# Show if the limit exists or does not $\lim_{(x,y,)\to (0,0)} \frac {x \sqrt{3x^2+7y^2}}{|y|}$

Show of the limit exists or does not $$\lim_{(x,y,)\to (0,0)} \frac {x \sqrt{3x^2+7y^2}}{|y|}$$

{EDIT I first used "two-path" technique but couldn't figure out any such paths so that the limit would give different values.

Then I put it on Wolfram Alpha and it showed that the limit is 0.}

I couldn't make any useful inequality to use squeeze theorem. Then I tried polar coordinates and got : $$\frac{r\cos \theta \sqrt{3\cos^2 \theta + 7 \sin^2 \theta}}{|\sin \theta|}$$

But the $$|\sin \theta|$$ in the denominator is stopping me there to put $$r = 0$$ and evaluate the limit.

How can I solve it then?

Edit3 This just shows that the limit can't be $$0$$, not that the limit doesn't exist. Still I'm letting it be as I thought it'd be relevant[Edit 2

Using @Kavi's hint: If the limit were to exist and be equal to $$0$$, for $$\epsilon = 1$$ $$\exists \delta \gt 0$$ such that $$\frac {|x| \sqrt{3x^2+7y^2}}{|y|} \lt 1 \\ \implies |x| \sqrt{3x^2+7y^2} \lt |y|$$ for all $$(x,y)$$ such that $$\sqrt{x^2+y^2} \lt \delta$$.

Now from above $$y\to 0$$ implies $$|x| \sqrt{3x^2} \le 0$$ for all $$|x| \lt \delta$$. But if we take $$x\in (0,\delta)$$ then $$|x| \sqrt{3x^2} \gt 0$$ which is a contradiction. So the limit doesn't exist.

Is this argument right?]

• It is right and that is exactly what I wrote in my answer. Apr 23, 2022 at 12:20
• @KaviRamaMurthy actually what you commented about using $y=x^2$ is the only right approach. What I've done in the edit shows that the limit is not 0. It doesn't show that the limit doesn't exist. So I think I've done it wrong. Apr 23, 2022 at 12:29
• Are you happy with my answer now? Apr 23, 2022 at 12:32
• Yes I am happy with your answer now. Apr 23, 2022 at 12:43

The claim supposedly made by Wolfram alpha is false! First objection is that the function is not defined on the $$x-$$ axis. Eevn if you avoid the $$x-$$ axis the result is false. If it is true then there exists $$\delta >0$$ such that $$|x|\sqrt {3x^{2}+y^{2}} <|y|$$ whenever $$\|(x,y)\|<\delta$$. Let $$y \to 0$$ to get $$|x|\sqrt {3x^{2}} \leq 0$$ whenever $$|x|<\delta$$. Of course, this is false.

To show that the limit does not exist consider the limit along $$y=x^{2}, x>0$$ and $$y=x^{2}, x<0$$.

• Okay the orginal question was to show if the limit exists. I put it into wolfram alpha but it showed to be 0. I've used "two-path" methods but can't figure out that limit doesn't exist. Can you give me an example of two paths that lead the limit to two different values? Apr 23, 2022 at 11:43
• You must have done something wrong in entering data on Wolfram alpha. Check again. Anyway since the function is not even defined in any neighborhood of $(0,0)$ the statement is false and you don't have to produce paths along which the limits are different. If it is supposed to be limit as $(x,y) \to (0,1)$ then the statement is correct @Itachi Apr 23, 2022 at 11:55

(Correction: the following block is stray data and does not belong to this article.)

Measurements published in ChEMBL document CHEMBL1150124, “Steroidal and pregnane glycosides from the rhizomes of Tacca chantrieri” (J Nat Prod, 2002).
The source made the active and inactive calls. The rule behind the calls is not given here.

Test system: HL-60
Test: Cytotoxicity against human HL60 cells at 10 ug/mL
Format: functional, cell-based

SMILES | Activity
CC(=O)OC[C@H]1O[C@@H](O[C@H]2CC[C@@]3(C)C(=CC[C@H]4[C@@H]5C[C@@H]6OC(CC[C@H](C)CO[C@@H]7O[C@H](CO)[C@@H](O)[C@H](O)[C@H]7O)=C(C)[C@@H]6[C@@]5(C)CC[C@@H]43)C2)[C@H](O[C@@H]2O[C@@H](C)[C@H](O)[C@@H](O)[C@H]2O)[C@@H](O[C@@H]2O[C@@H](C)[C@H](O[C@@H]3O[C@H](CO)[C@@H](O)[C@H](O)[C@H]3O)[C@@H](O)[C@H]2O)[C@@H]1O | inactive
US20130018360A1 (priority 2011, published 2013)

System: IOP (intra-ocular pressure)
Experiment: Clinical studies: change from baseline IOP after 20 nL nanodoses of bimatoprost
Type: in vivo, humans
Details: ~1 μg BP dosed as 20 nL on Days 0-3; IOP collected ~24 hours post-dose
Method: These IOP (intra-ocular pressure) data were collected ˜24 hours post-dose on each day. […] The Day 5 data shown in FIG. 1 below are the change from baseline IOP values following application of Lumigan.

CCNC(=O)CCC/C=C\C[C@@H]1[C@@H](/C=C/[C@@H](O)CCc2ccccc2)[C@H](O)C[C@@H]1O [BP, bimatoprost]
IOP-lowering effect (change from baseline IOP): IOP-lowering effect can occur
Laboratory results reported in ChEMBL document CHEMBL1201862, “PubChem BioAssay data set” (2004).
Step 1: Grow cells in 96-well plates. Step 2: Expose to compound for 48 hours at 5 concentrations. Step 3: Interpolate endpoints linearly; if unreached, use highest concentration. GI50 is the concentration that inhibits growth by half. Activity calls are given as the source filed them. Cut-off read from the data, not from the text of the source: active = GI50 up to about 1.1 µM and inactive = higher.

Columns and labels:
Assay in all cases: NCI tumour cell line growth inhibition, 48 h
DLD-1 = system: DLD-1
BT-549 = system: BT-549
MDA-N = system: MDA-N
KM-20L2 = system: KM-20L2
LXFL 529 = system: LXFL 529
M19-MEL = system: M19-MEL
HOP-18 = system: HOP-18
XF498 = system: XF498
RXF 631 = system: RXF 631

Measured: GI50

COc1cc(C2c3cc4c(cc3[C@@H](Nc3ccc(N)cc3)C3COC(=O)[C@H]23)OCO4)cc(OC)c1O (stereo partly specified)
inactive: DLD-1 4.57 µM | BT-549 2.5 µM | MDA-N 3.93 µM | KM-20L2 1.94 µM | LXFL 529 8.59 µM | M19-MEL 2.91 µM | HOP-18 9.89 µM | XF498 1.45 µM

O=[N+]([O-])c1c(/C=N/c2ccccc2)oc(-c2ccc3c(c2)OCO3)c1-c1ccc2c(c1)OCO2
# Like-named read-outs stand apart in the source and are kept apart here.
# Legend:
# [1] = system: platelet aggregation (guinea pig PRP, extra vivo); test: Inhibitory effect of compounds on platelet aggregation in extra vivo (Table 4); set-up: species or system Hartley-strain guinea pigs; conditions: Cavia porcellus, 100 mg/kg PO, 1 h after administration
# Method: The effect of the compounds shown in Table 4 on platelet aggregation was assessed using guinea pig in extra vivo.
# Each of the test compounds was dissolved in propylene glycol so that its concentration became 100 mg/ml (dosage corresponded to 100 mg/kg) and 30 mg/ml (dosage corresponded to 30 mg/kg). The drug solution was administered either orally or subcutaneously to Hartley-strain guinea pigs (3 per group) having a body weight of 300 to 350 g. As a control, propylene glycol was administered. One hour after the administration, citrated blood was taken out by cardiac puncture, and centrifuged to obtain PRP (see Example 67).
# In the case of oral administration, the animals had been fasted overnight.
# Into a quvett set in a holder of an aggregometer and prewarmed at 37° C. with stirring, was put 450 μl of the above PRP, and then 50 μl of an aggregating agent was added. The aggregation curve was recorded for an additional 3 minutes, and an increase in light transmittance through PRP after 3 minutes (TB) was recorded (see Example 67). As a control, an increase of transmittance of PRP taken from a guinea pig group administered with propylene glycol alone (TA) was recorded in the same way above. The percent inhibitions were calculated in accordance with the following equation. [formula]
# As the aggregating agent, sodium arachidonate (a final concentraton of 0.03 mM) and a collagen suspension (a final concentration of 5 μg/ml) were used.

• no I've checked multiple times but I have put the date correctly. But yes you're right that the function isn't defined on $x$-axis. So as you said is it enough to write this to show that the limit doesn't exist? Apr 23, 2022 at 12:01
• @Itachi The limit along $y=x^{2}$ through positive $x$ is $\sqrt 3$ and the limit along the same path through negative values of $x$ is $-\sqrt 3$. Apr 23, 2022 at 12:05
• @KaviRamaMurthy The function $f$ is defined by $f:\mathbb{R}\times\mathbb{R}^{*}\to \mathbb{R}$ with $(x,y)\mapsto \frac{x\sqrt{3x^{2}+7y^{2}}}{|y|}$ so with the natural domain $f$ is well-defined.Why then do we care about the $X-$ axis? And Indeed, Wolfram give $0$. Apr 23, 2022 at 12:13

It's not necessary to use two paths! On the x-axis, y= 0, the fraction is $$\frac{X\sqrt{3x^2}}{0}$$ which does not exist for any x!

• But the path $r(t)=(t,0)$ is not in the domain of the function, so why are you considering that path? Apr 23, 2022 at 12:19
• To show that a limit doesn't exists you need to consider points in the domain of the function. Apr 23, 2022 at 12:24

A necessary condition for the limit $$\lim_{(x,y)\to (a,b)}f(x,y)$$ to exist is that there exists a neighborhood of the point $$(a,b)$$ on which the function is well-defined; that is there exists $$\delta>0$$ such that $$f(x,y)$$ exists for every $$(x,y)$$ such that $$|x-a|+|y-b|< \delta$$.

In the given problem, every neighborhood of the origin contains the points $$(x,0)$$ on which the function is not well-defined.

If you prefer checking the limit on a path passing through the origin take $$y=x^4$$ on which the limit does not exist. And we are done because you could also check the limit on the path $$x=0$$ and find its values thereon is $$0$$.